December 7, 2022

35 years of tensions in Nicaragua between the Catholic Church and Sandinism

Read Time:7 Minute, 8 Second


(CNN Spanish) — The image of Monsignor Rolando Álvarez kneeling with his hands raised outside the diocese of Matagalpa, in northern Nicaragua, while the police surround him, has already gone around the world. Relations between the Catholic Church in Nicaragua and the Ortega regime are more distant than ever. According to the report “Nicaragua: a persecuted Church”, carried out by Marta Patricia Molina, a researcher at the Pro-Transparency and Anti-Corruption Observatory, and distributed by the Catholic Information Agency (ACI Prensa), between April 2018 and May 2022, the least 190 attacks against the Catholic Church.

Molina’s investigation highlights that it cannot be confirmed that all of these cases are the responsibility of Ortega supporters. However, he affirms that before Daniel Ortega came to power, these types of attacks did not occur, which also increased after the beginning of the social and political crisis, in 2018, in which, according to the Inter-American Commission on Human Rights (IACHR), 355 people died and hundreds more were detained, although the Government recognizes only 200 deaths, including police officers. CNN has requested a reaction from the government through the Communication and Citizenship Council, which is headed by Vice President Rosario Murillo, but so far we have not received a response.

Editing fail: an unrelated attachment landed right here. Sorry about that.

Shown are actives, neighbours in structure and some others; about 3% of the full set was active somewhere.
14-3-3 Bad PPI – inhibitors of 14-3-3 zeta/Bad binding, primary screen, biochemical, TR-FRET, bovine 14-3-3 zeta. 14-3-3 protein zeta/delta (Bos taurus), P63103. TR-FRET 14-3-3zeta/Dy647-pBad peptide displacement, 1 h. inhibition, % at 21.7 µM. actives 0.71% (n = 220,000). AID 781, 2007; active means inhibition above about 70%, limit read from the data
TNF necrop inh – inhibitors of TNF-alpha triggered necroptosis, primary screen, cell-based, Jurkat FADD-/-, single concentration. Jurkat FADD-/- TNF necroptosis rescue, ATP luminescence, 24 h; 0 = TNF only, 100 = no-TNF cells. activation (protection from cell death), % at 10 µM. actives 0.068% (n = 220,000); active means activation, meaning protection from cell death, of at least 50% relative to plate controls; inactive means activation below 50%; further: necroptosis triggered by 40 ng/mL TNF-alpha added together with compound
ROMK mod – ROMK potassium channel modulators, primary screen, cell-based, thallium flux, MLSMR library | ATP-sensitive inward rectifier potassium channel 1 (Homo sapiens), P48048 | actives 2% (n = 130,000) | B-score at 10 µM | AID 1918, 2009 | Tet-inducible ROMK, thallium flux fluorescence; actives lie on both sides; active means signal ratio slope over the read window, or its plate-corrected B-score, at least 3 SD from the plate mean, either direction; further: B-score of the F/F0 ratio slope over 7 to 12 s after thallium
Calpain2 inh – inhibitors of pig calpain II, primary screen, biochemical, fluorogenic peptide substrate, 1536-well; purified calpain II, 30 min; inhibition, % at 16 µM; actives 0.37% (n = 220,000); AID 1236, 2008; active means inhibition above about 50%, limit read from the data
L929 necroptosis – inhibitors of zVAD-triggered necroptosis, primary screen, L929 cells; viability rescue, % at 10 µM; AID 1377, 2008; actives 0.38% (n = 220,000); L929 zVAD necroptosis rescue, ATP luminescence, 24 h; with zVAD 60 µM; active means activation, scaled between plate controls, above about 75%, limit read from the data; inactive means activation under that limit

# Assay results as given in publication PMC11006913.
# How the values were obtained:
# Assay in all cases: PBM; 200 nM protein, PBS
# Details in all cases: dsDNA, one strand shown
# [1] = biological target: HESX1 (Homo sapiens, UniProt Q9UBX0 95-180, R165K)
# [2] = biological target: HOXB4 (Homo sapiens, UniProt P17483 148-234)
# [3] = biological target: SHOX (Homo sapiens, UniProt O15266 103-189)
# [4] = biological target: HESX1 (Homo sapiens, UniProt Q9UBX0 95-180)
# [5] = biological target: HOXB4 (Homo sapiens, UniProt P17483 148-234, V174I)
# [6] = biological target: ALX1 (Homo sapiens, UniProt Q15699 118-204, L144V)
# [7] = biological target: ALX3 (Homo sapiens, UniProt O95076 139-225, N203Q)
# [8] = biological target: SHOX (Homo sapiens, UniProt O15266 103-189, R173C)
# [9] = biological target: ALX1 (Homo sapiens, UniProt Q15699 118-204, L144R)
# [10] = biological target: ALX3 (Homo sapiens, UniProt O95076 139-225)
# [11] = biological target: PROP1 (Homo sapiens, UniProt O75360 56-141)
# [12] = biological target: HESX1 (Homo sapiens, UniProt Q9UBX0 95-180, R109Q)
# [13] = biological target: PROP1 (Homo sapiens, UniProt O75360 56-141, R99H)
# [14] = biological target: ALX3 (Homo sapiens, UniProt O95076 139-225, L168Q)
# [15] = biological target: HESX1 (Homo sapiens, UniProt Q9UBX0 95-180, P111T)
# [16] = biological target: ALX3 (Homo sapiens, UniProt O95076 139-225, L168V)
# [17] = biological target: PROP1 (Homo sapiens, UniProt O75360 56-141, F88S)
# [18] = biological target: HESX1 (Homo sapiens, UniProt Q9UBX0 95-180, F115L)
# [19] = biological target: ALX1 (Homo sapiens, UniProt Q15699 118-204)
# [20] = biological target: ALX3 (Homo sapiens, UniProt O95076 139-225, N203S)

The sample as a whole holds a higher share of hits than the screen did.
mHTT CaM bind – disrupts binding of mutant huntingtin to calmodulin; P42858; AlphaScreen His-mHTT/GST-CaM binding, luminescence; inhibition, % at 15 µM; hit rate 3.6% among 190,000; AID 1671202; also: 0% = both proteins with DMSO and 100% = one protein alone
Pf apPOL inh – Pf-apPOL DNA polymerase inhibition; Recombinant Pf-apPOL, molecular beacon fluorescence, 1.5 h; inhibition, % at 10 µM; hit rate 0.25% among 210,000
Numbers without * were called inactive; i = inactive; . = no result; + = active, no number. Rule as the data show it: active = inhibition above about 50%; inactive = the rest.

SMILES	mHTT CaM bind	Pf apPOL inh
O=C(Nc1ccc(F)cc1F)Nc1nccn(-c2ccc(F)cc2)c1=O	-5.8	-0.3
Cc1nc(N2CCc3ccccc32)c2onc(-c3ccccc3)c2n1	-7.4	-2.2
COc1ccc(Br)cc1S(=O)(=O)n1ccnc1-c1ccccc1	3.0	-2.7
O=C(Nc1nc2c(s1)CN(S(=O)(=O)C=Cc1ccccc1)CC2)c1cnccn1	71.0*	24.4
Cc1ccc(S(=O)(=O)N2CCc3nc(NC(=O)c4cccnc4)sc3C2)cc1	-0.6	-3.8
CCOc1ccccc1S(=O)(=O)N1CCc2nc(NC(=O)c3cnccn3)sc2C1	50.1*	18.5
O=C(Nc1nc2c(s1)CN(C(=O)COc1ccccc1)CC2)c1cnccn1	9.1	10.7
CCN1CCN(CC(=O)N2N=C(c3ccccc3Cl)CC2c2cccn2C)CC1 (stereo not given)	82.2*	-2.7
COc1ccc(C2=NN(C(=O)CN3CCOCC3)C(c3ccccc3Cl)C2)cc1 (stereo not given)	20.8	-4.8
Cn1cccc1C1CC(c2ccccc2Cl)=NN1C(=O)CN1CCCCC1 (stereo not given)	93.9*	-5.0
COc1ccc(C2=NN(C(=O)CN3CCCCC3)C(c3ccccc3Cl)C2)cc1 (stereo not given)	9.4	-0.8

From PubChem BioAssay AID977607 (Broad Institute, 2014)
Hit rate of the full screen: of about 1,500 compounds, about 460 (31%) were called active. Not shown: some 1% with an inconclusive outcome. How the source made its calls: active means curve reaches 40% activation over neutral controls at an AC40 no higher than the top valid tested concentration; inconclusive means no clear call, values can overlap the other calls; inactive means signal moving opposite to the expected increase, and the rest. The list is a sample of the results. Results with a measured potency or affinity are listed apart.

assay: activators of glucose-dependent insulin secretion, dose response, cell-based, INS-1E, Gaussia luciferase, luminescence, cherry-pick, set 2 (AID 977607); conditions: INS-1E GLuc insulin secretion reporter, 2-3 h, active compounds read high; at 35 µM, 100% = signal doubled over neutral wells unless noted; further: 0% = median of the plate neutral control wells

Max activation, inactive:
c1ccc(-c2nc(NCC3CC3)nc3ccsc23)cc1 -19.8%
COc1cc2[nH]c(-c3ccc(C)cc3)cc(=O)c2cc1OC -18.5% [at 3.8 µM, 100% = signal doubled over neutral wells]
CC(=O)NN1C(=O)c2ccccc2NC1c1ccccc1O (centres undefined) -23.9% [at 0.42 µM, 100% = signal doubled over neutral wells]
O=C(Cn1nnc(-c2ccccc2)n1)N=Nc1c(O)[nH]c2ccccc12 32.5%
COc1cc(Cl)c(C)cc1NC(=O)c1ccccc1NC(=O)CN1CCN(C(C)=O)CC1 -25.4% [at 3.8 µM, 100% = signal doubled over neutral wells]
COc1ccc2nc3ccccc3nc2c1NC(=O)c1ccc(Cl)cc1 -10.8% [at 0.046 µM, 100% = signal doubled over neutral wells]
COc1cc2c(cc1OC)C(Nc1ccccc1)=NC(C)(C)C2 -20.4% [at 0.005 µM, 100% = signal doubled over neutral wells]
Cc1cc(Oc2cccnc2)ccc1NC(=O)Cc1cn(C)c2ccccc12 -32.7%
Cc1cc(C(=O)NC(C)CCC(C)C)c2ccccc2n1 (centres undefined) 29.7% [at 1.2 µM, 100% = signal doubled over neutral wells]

The tensions between the Catholic Church and the Sandinistas are not new, they began decades ago. In addition, they are directly related to the history of the Central American country.

As Vilma Núñez, of the Nicaraguan Center for Human Rights, recalls, when the Sandinistas overthrew the Anastasio Somoza dictatorship in 1979, they were close to the religious institution, since it was through Cardinal Miguel Obando y Bravo –at that time Archbishop of the capital–, which prevented further bloodshed, in addition to achieving the release of political prisoners.

“Cardinal Obando y Bravo was the distinguished mediator, the mediator par excellence of the political conflicts that existed in this country,” recalls Núñez.